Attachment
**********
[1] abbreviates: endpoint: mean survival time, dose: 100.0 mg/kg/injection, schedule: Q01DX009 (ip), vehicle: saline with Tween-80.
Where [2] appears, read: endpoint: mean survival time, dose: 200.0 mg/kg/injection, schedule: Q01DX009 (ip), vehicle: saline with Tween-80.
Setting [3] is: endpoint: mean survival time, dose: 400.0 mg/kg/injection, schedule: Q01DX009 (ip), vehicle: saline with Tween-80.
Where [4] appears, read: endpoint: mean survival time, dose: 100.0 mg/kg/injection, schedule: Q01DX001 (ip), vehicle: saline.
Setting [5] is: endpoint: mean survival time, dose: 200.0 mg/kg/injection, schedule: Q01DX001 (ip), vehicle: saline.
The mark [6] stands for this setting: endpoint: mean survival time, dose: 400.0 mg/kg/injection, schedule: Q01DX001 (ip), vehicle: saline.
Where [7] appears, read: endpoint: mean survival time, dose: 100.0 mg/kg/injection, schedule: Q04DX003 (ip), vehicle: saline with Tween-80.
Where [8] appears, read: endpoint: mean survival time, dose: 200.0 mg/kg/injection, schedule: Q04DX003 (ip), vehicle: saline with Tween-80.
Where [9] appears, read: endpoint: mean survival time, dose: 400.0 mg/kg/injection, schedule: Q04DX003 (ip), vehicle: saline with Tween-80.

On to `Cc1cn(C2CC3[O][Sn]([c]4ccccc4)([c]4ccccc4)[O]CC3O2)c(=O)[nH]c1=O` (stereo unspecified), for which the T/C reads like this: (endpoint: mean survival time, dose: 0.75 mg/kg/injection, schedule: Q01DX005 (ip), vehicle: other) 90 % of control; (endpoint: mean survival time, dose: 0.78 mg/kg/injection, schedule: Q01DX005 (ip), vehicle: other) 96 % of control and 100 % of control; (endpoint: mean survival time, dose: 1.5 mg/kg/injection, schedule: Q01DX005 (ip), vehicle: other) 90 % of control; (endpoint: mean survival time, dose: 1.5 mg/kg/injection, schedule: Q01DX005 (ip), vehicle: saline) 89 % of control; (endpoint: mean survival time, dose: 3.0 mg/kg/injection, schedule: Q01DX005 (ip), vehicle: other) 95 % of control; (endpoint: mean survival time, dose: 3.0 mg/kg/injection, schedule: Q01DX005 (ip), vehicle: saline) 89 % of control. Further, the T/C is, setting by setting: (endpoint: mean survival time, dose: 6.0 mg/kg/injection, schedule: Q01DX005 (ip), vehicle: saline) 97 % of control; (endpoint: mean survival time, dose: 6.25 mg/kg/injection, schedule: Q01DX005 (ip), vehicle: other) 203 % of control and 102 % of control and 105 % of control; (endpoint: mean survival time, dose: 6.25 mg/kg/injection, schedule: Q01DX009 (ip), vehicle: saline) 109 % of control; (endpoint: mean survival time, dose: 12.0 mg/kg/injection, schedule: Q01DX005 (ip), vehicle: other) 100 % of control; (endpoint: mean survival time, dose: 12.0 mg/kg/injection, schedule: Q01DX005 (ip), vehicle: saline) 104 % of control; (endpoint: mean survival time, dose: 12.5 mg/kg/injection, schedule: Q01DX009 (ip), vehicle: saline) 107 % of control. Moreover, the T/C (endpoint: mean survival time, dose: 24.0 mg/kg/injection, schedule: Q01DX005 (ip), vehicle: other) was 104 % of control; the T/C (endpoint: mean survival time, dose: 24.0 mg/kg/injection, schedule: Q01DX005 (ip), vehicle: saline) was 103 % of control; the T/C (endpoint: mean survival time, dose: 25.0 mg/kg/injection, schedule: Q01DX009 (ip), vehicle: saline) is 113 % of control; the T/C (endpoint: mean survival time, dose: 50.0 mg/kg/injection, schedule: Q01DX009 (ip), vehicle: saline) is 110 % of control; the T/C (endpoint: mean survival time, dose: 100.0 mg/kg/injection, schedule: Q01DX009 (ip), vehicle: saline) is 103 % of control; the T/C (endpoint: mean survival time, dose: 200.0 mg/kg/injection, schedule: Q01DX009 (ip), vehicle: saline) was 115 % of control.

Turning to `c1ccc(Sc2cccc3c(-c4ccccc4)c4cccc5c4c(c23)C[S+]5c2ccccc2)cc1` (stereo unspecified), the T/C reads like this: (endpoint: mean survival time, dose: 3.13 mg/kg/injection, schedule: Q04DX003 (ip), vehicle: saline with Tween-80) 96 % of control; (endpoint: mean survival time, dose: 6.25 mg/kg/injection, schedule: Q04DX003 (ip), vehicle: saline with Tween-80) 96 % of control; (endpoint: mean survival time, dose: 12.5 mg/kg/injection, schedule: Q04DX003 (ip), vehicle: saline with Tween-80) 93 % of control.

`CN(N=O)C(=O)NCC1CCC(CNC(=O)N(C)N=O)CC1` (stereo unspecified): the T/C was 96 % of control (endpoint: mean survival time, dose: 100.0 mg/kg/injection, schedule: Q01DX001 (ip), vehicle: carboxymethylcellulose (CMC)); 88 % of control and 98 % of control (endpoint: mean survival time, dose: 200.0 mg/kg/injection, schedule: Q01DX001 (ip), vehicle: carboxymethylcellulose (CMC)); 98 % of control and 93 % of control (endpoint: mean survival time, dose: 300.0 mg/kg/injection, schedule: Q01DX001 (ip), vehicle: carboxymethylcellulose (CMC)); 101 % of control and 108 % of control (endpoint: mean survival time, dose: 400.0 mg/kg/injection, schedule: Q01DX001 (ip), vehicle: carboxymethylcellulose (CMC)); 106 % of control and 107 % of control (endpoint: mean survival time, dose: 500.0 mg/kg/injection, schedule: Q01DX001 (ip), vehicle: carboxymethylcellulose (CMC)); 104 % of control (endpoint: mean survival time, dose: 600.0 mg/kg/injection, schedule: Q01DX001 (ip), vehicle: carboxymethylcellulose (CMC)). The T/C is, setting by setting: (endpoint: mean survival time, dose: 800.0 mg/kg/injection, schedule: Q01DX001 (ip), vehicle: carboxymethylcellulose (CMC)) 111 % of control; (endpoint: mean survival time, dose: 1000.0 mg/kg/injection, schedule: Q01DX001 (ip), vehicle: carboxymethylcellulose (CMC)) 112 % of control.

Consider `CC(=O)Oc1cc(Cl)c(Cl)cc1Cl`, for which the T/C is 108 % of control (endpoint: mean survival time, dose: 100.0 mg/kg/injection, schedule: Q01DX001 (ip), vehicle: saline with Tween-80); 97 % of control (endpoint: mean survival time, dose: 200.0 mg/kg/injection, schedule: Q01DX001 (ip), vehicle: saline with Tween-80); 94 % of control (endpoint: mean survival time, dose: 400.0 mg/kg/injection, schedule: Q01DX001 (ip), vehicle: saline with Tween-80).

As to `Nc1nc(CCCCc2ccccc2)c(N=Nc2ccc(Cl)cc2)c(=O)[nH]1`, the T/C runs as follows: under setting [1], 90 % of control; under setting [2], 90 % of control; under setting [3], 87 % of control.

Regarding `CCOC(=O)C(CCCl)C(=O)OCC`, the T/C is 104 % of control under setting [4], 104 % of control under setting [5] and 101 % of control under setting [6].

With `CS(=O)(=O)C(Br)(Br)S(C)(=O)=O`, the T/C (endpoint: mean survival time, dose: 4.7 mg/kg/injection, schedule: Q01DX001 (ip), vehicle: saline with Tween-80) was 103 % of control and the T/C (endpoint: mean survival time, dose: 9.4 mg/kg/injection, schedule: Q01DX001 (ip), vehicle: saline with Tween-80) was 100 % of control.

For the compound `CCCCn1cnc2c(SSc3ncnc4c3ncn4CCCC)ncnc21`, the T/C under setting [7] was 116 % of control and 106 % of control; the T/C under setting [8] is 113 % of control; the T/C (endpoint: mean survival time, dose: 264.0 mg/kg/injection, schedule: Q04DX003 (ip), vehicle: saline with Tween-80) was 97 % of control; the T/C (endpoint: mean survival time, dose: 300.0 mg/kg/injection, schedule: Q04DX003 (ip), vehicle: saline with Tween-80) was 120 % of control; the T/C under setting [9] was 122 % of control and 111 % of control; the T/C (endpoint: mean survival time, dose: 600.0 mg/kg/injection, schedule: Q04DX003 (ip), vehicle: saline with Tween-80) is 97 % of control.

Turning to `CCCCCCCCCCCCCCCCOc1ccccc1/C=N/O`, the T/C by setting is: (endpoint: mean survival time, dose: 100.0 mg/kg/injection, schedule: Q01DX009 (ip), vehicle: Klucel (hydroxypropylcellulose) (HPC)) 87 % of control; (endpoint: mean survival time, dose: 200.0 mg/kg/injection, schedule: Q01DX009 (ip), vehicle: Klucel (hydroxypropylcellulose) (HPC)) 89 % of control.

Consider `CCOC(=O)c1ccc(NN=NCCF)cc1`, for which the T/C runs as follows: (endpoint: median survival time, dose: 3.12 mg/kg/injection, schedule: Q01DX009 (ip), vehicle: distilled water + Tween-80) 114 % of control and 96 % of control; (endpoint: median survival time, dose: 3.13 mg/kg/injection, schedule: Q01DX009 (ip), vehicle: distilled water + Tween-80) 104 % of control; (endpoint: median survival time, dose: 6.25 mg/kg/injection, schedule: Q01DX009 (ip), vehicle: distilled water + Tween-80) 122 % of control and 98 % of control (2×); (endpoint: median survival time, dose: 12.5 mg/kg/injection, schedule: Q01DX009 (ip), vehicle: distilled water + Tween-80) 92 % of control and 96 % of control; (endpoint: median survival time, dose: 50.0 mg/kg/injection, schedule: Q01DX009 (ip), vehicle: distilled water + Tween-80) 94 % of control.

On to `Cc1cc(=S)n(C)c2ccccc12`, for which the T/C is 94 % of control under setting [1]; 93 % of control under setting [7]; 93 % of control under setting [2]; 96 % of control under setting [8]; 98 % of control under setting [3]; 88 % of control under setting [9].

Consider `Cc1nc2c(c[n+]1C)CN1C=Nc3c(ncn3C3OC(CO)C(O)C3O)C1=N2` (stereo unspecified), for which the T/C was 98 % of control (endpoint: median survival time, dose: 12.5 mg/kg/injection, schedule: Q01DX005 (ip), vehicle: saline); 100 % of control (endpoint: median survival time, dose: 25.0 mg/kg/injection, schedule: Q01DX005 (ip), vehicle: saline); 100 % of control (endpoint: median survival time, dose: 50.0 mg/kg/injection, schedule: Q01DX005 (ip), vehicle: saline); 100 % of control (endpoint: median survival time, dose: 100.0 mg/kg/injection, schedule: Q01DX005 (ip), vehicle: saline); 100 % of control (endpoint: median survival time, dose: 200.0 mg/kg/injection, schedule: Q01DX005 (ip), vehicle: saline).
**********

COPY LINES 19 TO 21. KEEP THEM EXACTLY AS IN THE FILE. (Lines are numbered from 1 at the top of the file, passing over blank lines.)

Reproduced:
Consider `CCOC(=O)c1ccc(NN=NCCF)cc1`, for which the T/C runs as follows: (endpoint: median survival time, dose: 3.12 mg/kg/injection, schedule: Q01DX009 (ip), vehicle: distilled water + Tween-80) 114 % of control and 96 % of control; (endpoint: median survival time, dose: 3.13 mg/kg/injection, schedule: Q01DX009 (ip), vehicle: distilled water + Tween-80) 104 % of control; (endpoint: median survival time, dose: 6.25 mg/kg/injection, schedule: Q01DX009 (ip), vehicle: distilled water + Tween-80) 122 % of control and 98 % of control (2×); (endpoint: median survival time, dose: 12.5 mg/kg/injection, schedule: Q01DX009 (ip), vehicle: distilled water + Tween-80) 92 % of control and 96 % of control; (endpoint: median survival time, dose: 50.0 mg/kg/injection, schedule: Q01DX009 (ip), vehicle: distilled water + Tween-80) 94 % of control.

On to `Cc1cc(=S)n(C)c2ccccc12`, for which the T/C is 94 % of control under setting [1]; 93 % of control under setting [7]; 93 % of control under setting [2]; 96 % of control under setting [8]; 98 % of control under setting [3]; 88 % of control under setting [9].

Consider `Cc1nc2c(c[n+]1C)CN1C=Nc3c(ncn3C3OC(CO)C(O)C3O)C1=N2` (stereo unspecified), for which the T/C was 98 % of control (endpoint: median survival time, dose: 12.5 mg/kg/injection, schedule: Q01DX005 (ip), vehicle: saline); 100 % of control (endpoint: median survival time, dose: 25.0 mg/kg/injection, schedule: Q01DX005 (ip), vehicle: saline); 100 % of control (endpoint: median survival time, dose: 50.0 mg/kg/injection, schedule: Q01DX005 (ip), vehicle: saline); 100 % of control (endpoint: median survival time, dose: 100.0 mg/kg/injection, schedule: Q01DX005 (ip), vehicle: saline); 100 % of control (endpoint: median survival time, dose: 200.0 mg/kg/injection, schedule: Q01DX005 (ip), vehicle: saline).